The challenge was making sure that the essence of each character was captured within the FXX logo. Inversely, we didn’t want to 'over­-engineer' the look, which would result in losing the FXX branding. We took the minimal approach and looked at each character to identify their defining elements. In some cases, like with Homer, it was as easy as adding the few strands of his hair.
The other aspect was giving them the right prop and action. Those were chosen based on what’s most associated with them, like Lisa’s saxophone, and also what would produce the funniest ID.
Our culture is extremely familiar with The Simpsons. We didn’t have to scour too many episodes to find the right moment. We had pretty much been researching this project for 20+ years.
Which of the characters provided the biggest challenge in retrofitting to the FXX logo?
None of the character design was that tricky after we figured out a recipe. If you look at the FXX logo, the top of the “F” made a great spot for the “head,” the lower half of the “X” made good “legs,” and after that, we could adjust the rest according to the most standout characteristics.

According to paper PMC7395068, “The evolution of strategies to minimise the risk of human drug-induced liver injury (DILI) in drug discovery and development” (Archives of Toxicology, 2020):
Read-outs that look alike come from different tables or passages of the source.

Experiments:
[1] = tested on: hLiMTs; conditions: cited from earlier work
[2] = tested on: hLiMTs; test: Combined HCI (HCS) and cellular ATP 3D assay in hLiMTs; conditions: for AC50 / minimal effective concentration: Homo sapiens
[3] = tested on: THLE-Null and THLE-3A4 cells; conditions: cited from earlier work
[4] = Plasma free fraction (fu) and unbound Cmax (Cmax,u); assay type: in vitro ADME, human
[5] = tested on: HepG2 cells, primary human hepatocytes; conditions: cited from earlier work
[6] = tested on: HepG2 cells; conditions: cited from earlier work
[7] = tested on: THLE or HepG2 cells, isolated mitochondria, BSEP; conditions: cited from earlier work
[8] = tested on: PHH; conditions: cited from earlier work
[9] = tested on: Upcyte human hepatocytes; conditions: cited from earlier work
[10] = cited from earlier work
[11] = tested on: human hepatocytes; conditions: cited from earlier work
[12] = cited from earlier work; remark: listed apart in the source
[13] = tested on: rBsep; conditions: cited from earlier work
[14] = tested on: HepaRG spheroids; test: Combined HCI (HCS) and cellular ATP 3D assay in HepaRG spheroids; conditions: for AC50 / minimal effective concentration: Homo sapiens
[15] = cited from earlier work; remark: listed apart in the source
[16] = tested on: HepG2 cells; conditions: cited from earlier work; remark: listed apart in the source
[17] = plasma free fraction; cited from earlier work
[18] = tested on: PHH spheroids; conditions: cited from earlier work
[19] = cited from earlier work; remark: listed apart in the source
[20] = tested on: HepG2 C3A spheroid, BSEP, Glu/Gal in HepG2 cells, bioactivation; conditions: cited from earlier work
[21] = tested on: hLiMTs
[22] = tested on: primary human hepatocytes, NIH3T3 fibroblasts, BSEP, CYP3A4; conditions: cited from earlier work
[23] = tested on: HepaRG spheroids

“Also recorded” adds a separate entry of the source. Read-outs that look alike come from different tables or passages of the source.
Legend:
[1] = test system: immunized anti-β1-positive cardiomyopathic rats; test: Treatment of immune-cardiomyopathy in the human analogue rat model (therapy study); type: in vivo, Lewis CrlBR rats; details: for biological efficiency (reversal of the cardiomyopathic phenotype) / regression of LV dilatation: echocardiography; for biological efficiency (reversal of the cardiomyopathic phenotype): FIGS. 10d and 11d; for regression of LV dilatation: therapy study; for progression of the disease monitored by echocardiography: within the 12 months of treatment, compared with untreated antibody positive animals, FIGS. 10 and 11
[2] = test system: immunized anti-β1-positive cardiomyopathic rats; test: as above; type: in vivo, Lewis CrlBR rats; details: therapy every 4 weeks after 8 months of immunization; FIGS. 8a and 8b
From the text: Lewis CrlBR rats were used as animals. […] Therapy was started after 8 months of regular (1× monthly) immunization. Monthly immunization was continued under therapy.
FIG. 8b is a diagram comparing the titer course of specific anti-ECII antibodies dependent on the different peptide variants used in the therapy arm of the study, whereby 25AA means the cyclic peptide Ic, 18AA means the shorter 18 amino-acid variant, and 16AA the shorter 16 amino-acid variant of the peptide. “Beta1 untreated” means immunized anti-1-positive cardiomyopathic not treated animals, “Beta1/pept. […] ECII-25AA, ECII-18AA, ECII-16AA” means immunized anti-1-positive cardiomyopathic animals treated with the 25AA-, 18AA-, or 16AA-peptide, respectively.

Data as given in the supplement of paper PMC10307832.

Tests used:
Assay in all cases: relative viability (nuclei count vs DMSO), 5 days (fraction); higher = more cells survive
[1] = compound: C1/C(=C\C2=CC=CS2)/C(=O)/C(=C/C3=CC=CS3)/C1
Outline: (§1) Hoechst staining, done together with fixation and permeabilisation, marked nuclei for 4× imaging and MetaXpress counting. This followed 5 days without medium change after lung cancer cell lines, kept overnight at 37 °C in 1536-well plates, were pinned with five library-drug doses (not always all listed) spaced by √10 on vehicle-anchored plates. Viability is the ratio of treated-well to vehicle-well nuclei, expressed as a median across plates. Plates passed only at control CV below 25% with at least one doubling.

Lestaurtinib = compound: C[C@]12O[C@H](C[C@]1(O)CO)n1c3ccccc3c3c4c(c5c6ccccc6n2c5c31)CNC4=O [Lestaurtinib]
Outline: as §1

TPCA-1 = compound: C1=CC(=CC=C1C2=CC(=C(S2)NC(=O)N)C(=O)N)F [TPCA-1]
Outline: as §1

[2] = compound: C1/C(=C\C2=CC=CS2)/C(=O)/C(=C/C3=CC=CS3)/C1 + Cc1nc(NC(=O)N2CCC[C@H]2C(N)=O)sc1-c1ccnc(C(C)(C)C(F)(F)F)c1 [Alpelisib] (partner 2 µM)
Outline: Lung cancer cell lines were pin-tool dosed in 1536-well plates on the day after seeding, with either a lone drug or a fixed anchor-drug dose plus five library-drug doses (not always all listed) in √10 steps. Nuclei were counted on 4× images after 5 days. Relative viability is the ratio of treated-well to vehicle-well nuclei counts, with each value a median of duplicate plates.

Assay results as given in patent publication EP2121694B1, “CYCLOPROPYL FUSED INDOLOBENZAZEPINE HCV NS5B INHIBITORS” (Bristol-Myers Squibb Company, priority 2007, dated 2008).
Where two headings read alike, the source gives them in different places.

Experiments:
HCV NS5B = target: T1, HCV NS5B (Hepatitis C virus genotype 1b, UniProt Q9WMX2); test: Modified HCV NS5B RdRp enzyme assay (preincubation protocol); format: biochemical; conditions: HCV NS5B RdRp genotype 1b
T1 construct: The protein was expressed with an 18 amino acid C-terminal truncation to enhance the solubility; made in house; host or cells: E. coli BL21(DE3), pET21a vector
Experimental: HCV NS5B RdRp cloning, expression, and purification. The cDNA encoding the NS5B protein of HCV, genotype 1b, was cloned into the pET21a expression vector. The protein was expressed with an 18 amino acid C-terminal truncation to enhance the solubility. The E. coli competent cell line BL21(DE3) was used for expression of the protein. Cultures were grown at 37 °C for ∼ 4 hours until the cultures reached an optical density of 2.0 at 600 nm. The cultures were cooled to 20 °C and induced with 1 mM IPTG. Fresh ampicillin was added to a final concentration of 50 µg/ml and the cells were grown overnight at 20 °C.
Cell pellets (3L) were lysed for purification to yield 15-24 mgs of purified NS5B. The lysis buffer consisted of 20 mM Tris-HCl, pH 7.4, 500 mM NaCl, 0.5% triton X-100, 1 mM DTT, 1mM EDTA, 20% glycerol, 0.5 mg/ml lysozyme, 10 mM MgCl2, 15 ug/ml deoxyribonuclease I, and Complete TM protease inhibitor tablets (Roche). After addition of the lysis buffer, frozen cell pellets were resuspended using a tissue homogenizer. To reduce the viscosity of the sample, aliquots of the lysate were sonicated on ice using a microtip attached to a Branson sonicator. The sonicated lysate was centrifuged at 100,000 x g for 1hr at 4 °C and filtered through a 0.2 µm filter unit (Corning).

The challenge was bringing each logo to life in a way that felt authentic to their counterpart on the show. This came down to attaching the perfect catchphrase, iconic moment or whatever else we felt was an integral part of that character.
The musical remix of Danny Elfman’s Simpsons theme, as well as famous character phrases and sound FX (EX: Homer’s “D’oh!”, Bart’s “Ay, caramba!,” etc.), is present throughout the campaign. Can you explain how the audible elements influenced, if at all, the animation direction?